About 15 property owners attended a public hearing at Creekside Inn on Tuesday to hear city staff explain the city's proposed sidewalk ordinance and offer input. The ordinance, which was prompted by a memo from City Council members, seeks to expand the distance between curbs and buildings beyond the 12 feet that the zoning code currently calls for. It would maintain the 12-foot minimum width while also requiring an average building setback of 15 to 18 feet along El Camino.
The ordinance provides flexibility based on context, which includes such factors as "land use, adjacent properties' existing building setbacks, proposed or adjacent building design, and lot size." The city's Architectural Review Board, which issues recommendations on new developments, would consider these factors in issuing its decisions on particular projects.
In addition, the proposed ordinance would modify the existing "build to line" standard, which requires the front of the building to be 12 feet away from the curb. Under the new rules, the ground floor would be allowed to be set further back from the curb, to create more space for pedestrians, while the top floor could extend closer to the street. Features such as columns or arcades could also be brought closer to the sidewalk.
Chief Planning Official Amy French said developers currently have to request a "design enhancement exception" if they want to set their building back farther than 12 feet. The rule change would give them more flexibility in setting the buildings away from the sidewalk.
The movement to change rules along El Camino is rooted in both a regional effort to enliven the corridor and a local effort to reduce the mass of new developments. Recent developments on El Camino, including the Arbor Real townhouses near Charleston Road and the new hotel at the former Palo Alto Bowl site, have attracted criticism from residents about their large mass and proximity to the curb. In a memo last April, council members Greg Scharff, Karen Holman, Gail Price and Greg Schmid argued that the new projects have "generated consternation in the community and a strong negative reaction by members of the public as to how close the buildings are to the street and how the buildings turn their backs on the public right of way due to inadequate setbacks and building articulation and openings to reduce the building mass."
The council members pointed to the Grand Boulevard Initiative, a regional effort that calls for a minimum sidewalk width of 18 feet, significantly larger than the city's existing 12-foot standard.
"The idea of El Camino improvements is to provide vitality along the street," French said.
In addition to adjusting sidewalk widths, the proposed ordinance would also reduce the building density allowed at the 32 properties on El Camino zoned "neighborhood commercial." This provision was drafted in response to a recent change in state law that allows these properties to increase density from 15 housing units per acre to 20 units. In response, the City Council directed staff to consider reducing the "floor area ratio," which would effectively ensure that the additional units are small.
"One of the goals is (to have) smaller units to meet that segment of the housing need," French said.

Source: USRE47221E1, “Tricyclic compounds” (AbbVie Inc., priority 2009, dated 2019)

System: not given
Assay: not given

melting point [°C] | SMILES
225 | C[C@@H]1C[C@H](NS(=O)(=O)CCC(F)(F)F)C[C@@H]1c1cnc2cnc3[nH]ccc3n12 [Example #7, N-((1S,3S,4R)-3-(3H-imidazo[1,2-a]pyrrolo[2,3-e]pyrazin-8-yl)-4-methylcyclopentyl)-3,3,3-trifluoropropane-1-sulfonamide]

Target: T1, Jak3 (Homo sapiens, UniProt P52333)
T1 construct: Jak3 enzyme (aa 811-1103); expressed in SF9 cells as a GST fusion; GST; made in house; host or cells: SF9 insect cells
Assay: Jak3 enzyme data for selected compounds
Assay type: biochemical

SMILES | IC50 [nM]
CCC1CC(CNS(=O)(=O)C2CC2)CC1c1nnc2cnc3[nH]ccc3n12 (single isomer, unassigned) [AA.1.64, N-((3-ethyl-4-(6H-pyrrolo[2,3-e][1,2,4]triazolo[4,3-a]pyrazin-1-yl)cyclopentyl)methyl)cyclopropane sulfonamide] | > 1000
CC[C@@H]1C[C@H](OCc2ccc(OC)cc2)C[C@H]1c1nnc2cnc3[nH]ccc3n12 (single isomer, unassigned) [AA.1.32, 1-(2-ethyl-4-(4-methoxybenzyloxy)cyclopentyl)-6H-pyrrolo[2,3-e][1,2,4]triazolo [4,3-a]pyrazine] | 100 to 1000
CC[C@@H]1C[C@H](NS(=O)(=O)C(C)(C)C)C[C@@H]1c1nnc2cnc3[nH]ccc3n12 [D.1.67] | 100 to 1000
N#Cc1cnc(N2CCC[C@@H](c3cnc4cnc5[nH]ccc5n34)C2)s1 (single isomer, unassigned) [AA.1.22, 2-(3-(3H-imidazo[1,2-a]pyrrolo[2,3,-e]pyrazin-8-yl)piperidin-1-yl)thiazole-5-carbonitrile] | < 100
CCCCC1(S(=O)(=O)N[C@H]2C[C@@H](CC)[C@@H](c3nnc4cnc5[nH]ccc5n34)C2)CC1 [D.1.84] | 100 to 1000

Though planning staff stressed Tuesday that the new rules would only apply to new projects and not existing buildings, the caveat did little to assuage the concerns of the property owners. Many argued that the sidewalk ordinance would further limit their abilities to redevelop. Others dismissed the regional vision of turning El Camino into a "grand boulevard" as deeply misguided, noting that the car-heavy thoroughfare more closely resembles a highway than a promenade. Joe Rizza, whose property is at the corner of El Camino and Fernando Avenue, was one of many to question whether the city really needs to encourage more pedestrian use on the thoroughfare. A pedestrian who tries to cross El Camino at the crosswalk near this property effectively takes his life in his hands, Rizza said.
"I don't see people sitting on El Camino, with buses going by, enjoying their coffee," Rizza said. "I don't see bicycles using El Camino."
"El Camino Real is not a great place to attract foot traffic," he later added. "It's dangerous. It's a highway."
His was one of many skeptical voices at Tuesday's meeting. Property owner Sal Giovanotto lashed out against the city's effort to imitate European boulevards and argued that the movement will accomplish nothing aside from restricting residents' rights.
"This thing is not helping anybody," Giovanotto said. "There is not a drop of advantage to anybody. No matter what you do, you have to pay a price."
Ken Weng, who also owns properties on El Camino, said the new adjustments would have a particularly negative impact on small properties, which already face heavy restrictions when it comes to redevelopment.
"We want to see a nice El Camino Real," Weng said. "The problem is, all the rules when you add them up together don't make sense with small properties."
Several speakers argued that if the city imposes new restrictions on properties, it should relax other rules, including height limits for buildings next to residential properties. Because they would no longer be allowed to be built close to the sidewalk, property owners should have the ability to build higher, they said.
Staff's response that the height issue could be considered separately but is not part of the current ordinance did little to assuage their concerns.
"You're taking something away, but you're not allowing some sort of modifications to compensate for that," said Ben Cintz, who owns property on El Camino and Stanford Avenue.
The city's Planning and Transportation Commission is scheduled to discuss the rule changes on April 9.